Weak Ties, Strong Network: How to find your first freelance client
So you’ve decided to try your hand at freelancing as a web developer. Congrats! Now comes the challenging part: finding clients, your bread and butter. I promise, finding your first freelance client is not as hard as it sounds.
Your network — even if it’s small right now — will be your most prominent source of clients for the entirety of your career. Building a strong network will prevent you from having to rely on freelance sites, waste time applying for work and risk getting stuck with bad clients.
When I first started, I didn’t think I had a great network. I was new, young, didn’t have any contacts in the industry and wasn’t sure where to start. This wasn’t true, though — I knew lots of people. Literally anyone can help you find your first freelance client. All you have to do is talk to them.
The Importance of Weak Ties
There is a concept called “weak ties.” These are people you are familiar with, but with whom you don’t have a strong bond. These people might be friends of friends, parents of friends, more distant relatives, former coworkers, acquaintances.
The idea is that connecting with your weak ties can provide great benefits socially and professionally. This is because your strong ties — your best friends, your family members — are often a lot like you. You have similar networks or are in the same peer group. As a result, your strong ties are more likely to have the same access to ideas, information and potential clients as you.
Weak ties, on the other hand, have access networks of people and information that you do not. They might know of a company that needs to hire a web developer, or know another freelancer who needs a subcontractor. Weak ties can lead you to opportunities you wouldn’t otherwise know about.
How to Leverage Weak Ties
You will be relying on weak ties throughout your career. That’s why your first task is to literally make a list of them.
Think about who you know. When I went through this process, I identified a wide range of people. A former boss — an owner of a small business — that I had a positive relationship with. An aunt by marriage who worked for a small marketing company. The mother of a close friend, a journalist. The father of another close friend, a musician. My mother’s hair stylist.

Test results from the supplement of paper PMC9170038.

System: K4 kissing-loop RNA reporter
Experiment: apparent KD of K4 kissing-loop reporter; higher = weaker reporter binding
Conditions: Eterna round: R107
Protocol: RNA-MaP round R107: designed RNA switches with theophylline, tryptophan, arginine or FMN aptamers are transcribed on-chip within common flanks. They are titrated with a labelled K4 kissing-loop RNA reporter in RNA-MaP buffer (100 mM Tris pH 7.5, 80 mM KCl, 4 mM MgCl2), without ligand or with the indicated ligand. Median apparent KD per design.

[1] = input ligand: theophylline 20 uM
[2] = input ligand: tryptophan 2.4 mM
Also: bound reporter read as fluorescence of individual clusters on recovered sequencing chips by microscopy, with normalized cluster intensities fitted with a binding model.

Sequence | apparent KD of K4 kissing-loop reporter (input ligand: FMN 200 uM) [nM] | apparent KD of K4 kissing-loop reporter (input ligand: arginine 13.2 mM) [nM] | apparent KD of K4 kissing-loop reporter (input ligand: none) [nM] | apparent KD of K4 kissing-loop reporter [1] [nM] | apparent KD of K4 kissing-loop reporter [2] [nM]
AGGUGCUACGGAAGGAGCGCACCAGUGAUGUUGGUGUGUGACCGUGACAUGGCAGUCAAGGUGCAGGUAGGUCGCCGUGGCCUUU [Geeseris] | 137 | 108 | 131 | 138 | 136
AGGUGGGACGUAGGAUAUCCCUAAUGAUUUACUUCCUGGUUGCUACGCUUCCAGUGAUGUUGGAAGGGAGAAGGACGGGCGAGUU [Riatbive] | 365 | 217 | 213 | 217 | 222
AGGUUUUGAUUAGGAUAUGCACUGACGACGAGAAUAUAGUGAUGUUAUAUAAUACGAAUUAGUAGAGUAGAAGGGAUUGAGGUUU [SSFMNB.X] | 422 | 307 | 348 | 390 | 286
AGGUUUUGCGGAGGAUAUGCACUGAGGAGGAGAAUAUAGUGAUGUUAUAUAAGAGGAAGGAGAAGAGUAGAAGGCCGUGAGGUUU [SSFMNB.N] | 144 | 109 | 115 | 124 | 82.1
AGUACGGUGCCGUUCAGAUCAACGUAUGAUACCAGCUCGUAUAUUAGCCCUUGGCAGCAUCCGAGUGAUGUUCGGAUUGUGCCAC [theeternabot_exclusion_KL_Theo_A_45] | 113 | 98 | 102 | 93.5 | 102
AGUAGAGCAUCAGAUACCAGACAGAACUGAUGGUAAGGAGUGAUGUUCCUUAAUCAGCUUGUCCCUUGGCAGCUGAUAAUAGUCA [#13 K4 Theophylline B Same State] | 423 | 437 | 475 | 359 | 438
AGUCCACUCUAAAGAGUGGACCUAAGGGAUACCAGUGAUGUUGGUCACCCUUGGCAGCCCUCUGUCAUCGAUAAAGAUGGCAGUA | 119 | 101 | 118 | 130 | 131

For my first clients, my goal was to acquire work, build my experience and get paid. Soon. I knew that bigger clients and bigger jobs would come quickly once I had smaller jobs under my belt. So when generating this list, I included anyone who might need an update to their website, might need a new website or might know someone who needed a website.
Make your list of weak ties. Write their names down and their contact information. Then, one by one, contact them and share your story. This might seem tough at first, but you’ll quickly find a groove that works for you. Leverage technology that’s comfortable for you. Facebook chat and email are unobtrusive and casual. For some weak ties, texting can be a great way to reach your contact quickly and directly without putting too much pressure on them. LinkedIn can be another tool to use, but I’ve found that LinkedIn messages are much more likely to go ignored.
Your goal for each message or phone call is to let your weak tie know what type of client you’re able to help and what type of work you’re able to do, and ask them to keep you in mind.
That’s it. Once you’ve made contact with someone, cross them off your list, and don’t stop until you’ve gone through every single one. This process helped me get three clients in my first month. These clients referred me out for more work, or hired me again for additional projects.
You’re already more connected than you realize
Through my aunt, I was able to make a connection with the owner of the company. We had a couple of introductory phone calls that led to an in-person meeting. Because I was so green, we agreed to a paid trial project that if successful would lead to regular subcontracted work, mostly assisting their web designer with more advanced PHP and CMS work. Pitching a paid trial project is a great, low-stakes way to woo potential subcontracting clients, especially when you’re very new to freelancing. Use the project to really showcase your communication style, work ethic and skills to make up for a small portfolio or resume.
My former boss had been toying with the idea of redeveloping her company’s website to help boost online sales. Since she knew I was already very familiar with their products and web content, she decided it was the right time to bring focus to that project, and hired me.
Your network of weak ties and the referrals that come from it that will ultimately be your bread and butter. I think you’ll be pleasantly surprised by how connected you already are and how quickly you’ll find your first freelance job.
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